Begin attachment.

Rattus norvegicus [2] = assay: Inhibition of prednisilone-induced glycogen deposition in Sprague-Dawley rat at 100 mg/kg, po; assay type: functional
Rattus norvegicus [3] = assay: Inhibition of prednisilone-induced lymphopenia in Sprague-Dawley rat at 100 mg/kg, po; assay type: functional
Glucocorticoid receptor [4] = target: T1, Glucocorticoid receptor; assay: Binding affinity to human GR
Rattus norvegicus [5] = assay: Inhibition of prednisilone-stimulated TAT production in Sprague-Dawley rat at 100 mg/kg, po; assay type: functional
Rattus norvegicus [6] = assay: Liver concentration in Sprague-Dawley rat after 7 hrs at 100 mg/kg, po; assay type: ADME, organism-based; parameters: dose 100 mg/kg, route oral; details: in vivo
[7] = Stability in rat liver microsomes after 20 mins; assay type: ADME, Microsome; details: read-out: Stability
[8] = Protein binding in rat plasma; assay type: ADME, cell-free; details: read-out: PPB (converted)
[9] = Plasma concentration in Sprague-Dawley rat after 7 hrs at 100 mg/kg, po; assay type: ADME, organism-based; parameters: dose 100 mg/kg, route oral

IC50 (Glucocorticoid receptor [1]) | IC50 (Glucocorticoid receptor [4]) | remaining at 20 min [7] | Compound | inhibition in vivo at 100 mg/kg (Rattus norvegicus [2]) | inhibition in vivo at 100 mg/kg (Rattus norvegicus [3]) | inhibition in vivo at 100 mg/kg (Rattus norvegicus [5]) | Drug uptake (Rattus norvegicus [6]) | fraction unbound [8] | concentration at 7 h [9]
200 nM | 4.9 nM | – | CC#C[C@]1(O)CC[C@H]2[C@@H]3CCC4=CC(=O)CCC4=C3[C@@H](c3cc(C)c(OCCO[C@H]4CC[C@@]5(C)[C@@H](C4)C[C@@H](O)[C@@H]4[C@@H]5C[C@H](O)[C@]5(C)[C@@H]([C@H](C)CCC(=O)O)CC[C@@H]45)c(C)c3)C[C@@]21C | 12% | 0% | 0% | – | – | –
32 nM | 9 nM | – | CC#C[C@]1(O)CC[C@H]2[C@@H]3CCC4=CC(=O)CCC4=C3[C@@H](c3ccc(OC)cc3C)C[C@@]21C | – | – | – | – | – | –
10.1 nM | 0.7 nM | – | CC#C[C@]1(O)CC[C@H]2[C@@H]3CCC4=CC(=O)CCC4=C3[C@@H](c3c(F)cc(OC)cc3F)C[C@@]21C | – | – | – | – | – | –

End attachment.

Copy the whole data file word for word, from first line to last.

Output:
Rattus norvegicus [2] = assay: Inhibition of prednisilone-induced glycogen deposition in Sprague-Dawley rat at 100 mg/kg, po; assay type: functional
Rattus norvegicus [3] = assay: Inhibition of prednisilone-induced lymphopenia in Sprague-Dawley rat at 100 mg/kg, po; assay type: functional
Glucocorticoid receptor [4] = target: T1, Glucocorticoid receptor; assay: Binding affinity to human GR
Rattus norvegicus [5] = assay: Inhibition of prednisilone-stimulated TAT production in Sprague-Dawley rat at 100 mg/kg, po; assay type: functional
Rattus norvegicus [6] = assay: Liver concentration in Sprague-Dawley rat after 7 hrs at 100 mg/kg, po; assay type: ADME, organism-based; parameters: dose 100 mg/kg, route oral; details: in vivo
[7] = Stability in rat liver microsomes after 20 mins; assay type: ADME, Microsome; details: read-out: Stability
[8] = Protein binding in rat plasma; assay type: ADME, cell-free; details: read-out: PPB (converted)
[9] = Plasma concentration in Sprague-Dawley rat after 7 hrs at 100 mg/kg, po; assay type: ADME, organism-based; parameters: dose 100 mg/kg, route oral

IC50 (Glucocorticoid receptor [1]) | IC50 (Glucocorticoid receptor [4]) | remaining at 20 min [7] | Compound | inhibition in vivo at 100 mg/kg (Rattus norvegicus [2]) | inhibition in vivo at 100 mg/kg (Rattus norvegicus [3]) | inhibition in vivo at 100 mg/kg (Rattus norvegicus [5]) | Drug uptake (Rattus norvegicus [6]) | fraction unbound [8] | concentration at 7 h [9]
200 nM | 4.9 nM | – | CC#C[C@]1(O)CC[C@H]2[C@@H]3CCC4=CC(=O)CCC4=C3[C@@H](c3cc(C)c(OCCO[C@H]4CC[C@@]5(C)[C@@H](C4)C[C@@H](O)[C@@H]4[C@@H]5C[C@H](O)[C@]5(C)[C@@H]([C@H](C)CCC(=O)O)CC[C@@H]45)c(C)c3)C[C@@]21C | 12% | 0% | 0% | – | – | –
32 nM | 9 nM | – | CC#C[C@]1(O)CC[C@H]2[C@@H]3CCC4=CC(=O)CCC4=C3[C@@H](c3ccc(OC)cc3C)C[C@@]21C | – | – | – | – | – | –
10.1 nM | 0.7 nM | – | CC#C[C@]1(O)CC[C@H]2[C@@H]3CCC4=CC(=O)CCC4=C3[C@@H](c3c(F)cc(OC)cc3F)C[C@@]21C | – | – | – | – | – | –